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And the point is...?
 

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There are NO Out Of Service Railways traveling over water...
Well, maybe down in FL, cant quite make that out...
 

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Yes the Key West extension was probably as much over water as on dry land. The diagram might also include car ferry routes which are over water too. The map is an illustration of a couple of things. First the extent of the rail system in this country, and how much it has contracted. Another point is how much the country depended on railroads in the pre-auto/truck and air eras. A more subtle point is that there was a lot of duplication of service and overbuilding, especially in the 1870-1910 era of robber barons and cuthroat capitalism.
 

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Yes the Key West extension was probably as much over water as on dry land. The diagram might also include car ferry routes which are over water too. The map is an illustration of a couple of things. First the extent of the rail system in this country, and how much it has contracted. Another point is how much the country depended on railroads in the pre-auto/truck and air eras. A more subtle point is that there was a lot of duplication of service and overbuilding, especially in the 1870-1910 era of robber barons and cuthroat capitalism.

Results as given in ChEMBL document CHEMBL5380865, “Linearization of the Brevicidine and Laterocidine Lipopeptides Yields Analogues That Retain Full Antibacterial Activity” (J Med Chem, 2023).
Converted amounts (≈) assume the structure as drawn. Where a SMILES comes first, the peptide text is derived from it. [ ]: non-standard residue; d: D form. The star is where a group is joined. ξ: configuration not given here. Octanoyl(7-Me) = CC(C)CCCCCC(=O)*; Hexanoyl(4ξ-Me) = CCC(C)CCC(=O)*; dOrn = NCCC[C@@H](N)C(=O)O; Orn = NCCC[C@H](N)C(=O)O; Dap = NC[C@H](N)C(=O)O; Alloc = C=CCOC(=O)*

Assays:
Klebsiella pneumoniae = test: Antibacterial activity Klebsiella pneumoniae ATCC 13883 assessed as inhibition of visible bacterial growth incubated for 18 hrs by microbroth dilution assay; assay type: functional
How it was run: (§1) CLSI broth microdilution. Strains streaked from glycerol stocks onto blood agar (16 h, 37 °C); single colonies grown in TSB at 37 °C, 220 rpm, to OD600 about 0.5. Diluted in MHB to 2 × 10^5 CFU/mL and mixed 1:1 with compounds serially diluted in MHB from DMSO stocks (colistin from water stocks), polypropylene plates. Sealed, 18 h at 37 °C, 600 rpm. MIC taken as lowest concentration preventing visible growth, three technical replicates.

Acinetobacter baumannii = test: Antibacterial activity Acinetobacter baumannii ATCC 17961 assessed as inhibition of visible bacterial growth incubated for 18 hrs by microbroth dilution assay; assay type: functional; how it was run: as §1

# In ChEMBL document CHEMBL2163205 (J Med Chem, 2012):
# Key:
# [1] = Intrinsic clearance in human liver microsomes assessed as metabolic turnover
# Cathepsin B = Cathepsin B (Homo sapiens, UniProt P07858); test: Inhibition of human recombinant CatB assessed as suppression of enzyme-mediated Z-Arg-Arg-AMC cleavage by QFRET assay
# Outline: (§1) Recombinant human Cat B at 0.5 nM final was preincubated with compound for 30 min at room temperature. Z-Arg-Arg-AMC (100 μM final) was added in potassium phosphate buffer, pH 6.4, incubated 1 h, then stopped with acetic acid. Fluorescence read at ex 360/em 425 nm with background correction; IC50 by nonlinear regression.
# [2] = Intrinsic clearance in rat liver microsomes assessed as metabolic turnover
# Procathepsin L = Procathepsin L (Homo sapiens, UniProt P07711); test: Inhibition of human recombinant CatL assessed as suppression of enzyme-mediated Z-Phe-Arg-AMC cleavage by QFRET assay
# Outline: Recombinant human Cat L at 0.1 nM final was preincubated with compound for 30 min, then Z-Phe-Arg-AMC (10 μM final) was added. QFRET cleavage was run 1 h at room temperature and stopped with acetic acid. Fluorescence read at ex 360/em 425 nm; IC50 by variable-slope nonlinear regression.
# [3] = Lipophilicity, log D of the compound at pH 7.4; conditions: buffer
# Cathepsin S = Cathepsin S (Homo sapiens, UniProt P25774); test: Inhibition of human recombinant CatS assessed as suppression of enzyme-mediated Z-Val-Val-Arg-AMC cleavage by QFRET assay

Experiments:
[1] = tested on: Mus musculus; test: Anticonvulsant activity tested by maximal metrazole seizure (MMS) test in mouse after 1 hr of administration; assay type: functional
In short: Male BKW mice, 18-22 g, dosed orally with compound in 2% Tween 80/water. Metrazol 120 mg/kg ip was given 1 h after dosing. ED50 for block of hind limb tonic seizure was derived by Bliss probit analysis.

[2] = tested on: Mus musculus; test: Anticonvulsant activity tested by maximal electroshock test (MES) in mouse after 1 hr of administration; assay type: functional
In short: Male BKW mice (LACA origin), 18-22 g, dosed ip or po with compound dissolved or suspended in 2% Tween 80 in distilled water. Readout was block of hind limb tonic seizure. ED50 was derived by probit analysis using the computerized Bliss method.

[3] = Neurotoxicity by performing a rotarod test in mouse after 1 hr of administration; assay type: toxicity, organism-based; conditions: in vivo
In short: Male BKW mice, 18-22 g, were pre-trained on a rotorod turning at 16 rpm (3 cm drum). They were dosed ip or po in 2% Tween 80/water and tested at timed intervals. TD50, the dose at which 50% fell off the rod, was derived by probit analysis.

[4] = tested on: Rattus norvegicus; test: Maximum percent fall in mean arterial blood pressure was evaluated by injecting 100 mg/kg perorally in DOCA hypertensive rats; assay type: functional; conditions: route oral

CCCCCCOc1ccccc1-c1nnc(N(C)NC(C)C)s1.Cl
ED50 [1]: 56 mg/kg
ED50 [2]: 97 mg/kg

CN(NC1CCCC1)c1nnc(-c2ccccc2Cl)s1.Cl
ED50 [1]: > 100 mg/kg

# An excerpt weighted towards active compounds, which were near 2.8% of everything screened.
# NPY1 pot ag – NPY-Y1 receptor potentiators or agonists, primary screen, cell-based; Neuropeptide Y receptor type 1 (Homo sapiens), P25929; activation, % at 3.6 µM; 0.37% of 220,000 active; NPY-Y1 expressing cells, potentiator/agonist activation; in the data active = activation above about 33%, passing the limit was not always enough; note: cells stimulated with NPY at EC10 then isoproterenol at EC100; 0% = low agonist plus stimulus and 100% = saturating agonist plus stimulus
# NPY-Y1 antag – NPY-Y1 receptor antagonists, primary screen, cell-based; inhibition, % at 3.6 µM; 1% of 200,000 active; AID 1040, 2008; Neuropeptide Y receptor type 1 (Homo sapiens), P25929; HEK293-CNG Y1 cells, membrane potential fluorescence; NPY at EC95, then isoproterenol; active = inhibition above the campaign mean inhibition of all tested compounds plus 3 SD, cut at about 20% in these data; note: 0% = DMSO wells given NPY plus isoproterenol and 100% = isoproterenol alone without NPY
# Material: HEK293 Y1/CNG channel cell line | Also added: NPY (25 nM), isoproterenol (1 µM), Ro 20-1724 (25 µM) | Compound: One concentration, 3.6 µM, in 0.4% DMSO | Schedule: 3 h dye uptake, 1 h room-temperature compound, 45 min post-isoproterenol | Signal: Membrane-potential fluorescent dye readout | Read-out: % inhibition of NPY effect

I believe it was those robber barons and cuthroat capitalism.that built all those railroads across this country that made it possible to defeat Nazi Germany and the rising sun of Japan during world war 2
 

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Yes the Key West extension was probably as much over water as on dry land. The diagram might also include car ferry routes which are over water too. The map is an illustration of a couple of things. First the extent of the rail system in this country, and how much it has contracted. Another point is how much the country depended on railroads in the pre-auto/truck and air eras. A more subtle point is that there was a lot of duplication of service and overbuilding, especially in the 1870-1910 era of robber barons and cuthroat capitalism.
I have to dissent with Frisco Firefly's assertion that the overbuilding and cutthroat capital was either bad for the country or bad for the railroad companies themselves, or the rail system in general. And I must second the comments about how the "overbuilt" rail system helped this country win World War II. In that in his comments, Frisco Firefly acknowledges that in the before highways, waterways and air systems were subsidized and reached the extent that they have today, this "overbuilt" rail system was essential for the nation's mobility. Frisco Firefly doesn't realize how primitive and impassable the road system in this country was for a good part of the year. Basically any town of any size had to be within 10 miles of a railhead.
That was the distance you could get to, do your business and getback to t
 
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